6.   Look for the 2 gold coloured screws either side and remove them. Then undo the nut that earths the pump to the base. Hold the pump and base, then pull apart. This takes some force as the o-rings are tight, but they will slide apart as long as the screws were removed first. Once apart you will see a 'plastic tea-bag' type thing on the base of the pump... this is the 'low pressure filter' and it's probably covered in rust/gunge.
7.   Look inside the bottom of the bowl, check it's not rusted. If it is you must clean this out well. I used acid, flushed it well, then emery to refinish. Ideally it should be re-plated.
8.   Pull the low-pressure filter away from the base of the pump (the holder unclips, the [plastic tube isn't removable, use carb cleaner to back-flush and clean it up.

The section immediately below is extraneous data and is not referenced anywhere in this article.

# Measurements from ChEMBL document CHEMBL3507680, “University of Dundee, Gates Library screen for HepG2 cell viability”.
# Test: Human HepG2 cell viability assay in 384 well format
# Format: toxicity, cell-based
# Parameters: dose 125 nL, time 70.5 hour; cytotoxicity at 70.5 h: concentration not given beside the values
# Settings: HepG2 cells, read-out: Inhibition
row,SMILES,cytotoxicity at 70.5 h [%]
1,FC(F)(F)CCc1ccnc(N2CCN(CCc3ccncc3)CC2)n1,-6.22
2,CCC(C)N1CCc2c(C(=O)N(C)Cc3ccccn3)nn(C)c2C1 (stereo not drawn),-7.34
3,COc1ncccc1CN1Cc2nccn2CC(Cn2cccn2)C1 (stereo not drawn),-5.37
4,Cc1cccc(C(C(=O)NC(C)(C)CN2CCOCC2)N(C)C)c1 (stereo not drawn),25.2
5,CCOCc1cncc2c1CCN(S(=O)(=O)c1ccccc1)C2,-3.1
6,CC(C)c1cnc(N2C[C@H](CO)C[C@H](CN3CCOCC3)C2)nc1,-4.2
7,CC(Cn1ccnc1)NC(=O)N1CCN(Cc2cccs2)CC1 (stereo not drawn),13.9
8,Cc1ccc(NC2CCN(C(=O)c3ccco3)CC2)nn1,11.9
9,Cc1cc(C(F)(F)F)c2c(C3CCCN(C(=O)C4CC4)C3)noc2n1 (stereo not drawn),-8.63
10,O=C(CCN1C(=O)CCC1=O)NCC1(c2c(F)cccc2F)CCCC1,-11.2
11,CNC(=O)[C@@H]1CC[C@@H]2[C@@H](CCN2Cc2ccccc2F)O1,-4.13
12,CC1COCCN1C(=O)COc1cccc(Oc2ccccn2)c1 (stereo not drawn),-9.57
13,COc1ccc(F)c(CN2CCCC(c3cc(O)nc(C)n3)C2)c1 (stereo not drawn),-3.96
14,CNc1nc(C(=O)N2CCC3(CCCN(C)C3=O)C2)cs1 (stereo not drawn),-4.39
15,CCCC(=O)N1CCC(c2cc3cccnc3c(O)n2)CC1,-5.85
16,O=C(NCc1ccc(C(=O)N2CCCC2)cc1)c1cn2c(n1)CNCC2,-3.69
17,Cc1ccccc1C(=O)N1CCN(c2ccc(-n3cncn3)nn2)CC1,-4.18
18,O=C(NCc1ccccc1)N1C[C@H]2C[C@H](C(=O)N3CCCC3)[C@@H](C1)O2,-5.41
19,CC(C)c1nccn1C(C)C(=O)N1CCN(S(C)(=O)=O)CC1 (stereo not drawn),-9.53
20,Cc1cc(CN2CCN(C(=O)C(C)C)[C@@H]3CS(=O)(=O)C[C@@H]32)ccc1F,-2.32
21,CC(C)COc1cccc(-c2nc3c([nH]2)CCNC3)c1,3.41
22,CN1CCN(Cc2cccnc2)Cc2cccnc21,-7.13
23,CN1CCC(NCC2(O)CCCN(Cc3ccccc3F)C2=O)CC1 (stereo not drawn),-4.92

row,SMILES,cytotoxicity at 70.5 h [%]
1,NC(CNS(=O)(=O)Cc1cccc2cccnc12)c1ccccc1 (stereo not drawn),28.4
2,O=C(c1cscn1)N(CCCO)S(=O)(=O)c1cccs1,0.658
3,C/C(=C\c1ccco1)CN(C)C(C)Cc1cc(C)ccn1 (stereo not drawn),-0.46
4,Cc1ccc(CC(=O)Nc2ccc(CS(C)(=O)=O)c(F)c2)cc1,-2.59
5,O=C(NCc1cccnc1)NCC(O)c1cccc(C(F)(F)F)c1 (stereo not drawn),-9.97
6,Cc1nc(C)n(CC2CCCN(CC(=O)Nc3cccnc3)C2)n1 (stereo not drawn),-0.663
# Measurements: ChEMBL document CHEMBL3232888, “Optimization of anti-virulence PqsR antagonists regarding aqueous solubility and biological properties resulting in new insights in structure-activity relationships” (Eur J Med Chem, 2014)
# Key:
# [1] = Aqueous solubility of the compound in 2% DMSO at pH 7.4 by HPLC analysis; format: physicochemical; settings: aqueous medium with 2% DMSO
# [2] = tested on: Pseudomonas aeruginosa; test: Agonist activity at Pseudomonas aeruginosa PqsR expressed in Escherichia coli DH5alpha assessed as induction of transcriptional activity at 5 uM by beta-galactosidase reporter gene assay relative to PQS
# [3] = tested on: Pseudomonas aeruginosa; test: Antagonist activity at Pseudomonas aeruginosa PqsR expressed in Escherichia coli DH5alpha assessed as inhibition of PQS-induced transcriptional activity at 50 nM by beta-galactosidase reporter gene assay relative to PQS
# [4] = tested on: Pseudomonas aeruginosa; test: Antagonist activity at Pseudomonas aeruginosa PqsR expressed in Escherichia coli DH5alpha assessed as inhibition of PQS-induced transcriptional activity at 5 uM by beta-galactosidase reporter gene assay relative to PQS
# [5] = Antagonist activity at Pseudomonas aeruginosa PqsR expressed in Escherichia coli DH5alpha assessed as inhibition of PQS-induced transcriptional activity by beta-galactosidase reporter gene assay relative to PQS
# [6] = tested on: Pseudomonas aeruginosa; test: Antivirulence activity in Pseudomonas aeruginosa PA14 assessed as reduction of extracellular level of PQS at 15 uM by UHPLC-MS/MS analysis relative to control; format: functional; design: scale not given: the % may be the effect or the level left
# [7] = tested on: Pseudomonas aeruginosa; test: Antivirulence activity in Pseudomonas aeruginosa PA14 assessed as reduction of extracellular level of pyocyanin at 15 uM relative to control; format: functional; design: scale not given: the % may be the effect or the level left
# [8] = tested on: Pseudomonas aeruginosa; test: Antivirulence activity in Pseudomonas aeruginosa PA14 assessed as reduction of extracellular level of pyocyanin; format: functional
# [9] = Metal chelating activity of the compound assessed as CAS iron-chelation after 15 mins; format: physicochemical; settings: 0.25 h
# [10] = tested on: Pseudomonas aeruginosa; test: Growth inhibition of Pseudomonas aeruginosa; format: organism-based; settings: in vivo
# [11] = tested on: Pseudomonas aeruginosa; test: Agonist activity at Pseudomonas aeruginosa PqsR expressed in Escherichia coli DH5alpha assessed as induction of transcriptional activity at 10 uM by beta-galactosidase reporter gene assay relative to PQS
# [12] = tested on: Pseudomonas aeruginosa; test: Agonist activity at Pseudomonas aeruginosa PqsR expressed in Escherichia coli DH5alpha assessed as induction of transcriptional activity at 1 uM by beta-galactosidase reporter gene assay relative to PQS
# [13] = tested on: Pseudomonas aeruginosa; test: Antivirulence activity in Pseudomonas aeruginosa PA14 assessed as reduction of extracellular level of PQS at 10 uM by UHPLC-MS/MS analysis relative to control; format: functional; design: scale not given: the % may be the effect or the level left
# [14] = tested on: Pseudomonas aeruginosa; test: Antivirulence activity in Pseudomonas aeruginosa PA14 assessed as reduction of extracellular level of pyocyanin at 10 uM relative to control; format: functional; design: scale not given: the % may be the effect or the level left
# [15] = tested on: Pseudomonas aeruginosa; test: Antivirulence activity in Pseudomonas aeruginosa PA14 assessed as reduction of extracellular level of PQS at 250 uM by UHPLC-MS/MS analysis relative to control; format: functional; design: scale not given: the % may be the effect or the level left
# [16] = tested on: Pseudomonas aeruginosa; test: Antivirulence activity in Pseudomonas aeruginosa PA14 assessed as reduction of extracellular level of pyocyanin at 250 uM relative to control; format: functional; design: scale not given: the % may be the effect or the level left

9.   Look at the pump/black plastic filter now. Remove the white clip from the top, then pull the metal pressure release valve/silver top hat away from the black plastic. Again, it's tight, but it will come loose. Flush this with carb cleaner.
10.   Pull the pump (metal cylinder) away from the black plastic contraption (high pressure filter). Use most of the can to back flush and flood this high pressure filter, shaking as you go to release all the crap. At the end you should be able to blow through this and feel no resistance.
11.   Ensure parts are emptied of carb-cleaner (a few drops doesn't matter though as it's designed to be used in running engines) then re-assemble, and use that dab of oil on the 2 fat o-rings (release valve and base). This makes it possible to get them in without risking damage. Damage or forget these and you will not be able to start the bike. Ensure everything's fully pushed home as you go, to prevent pressure leaks.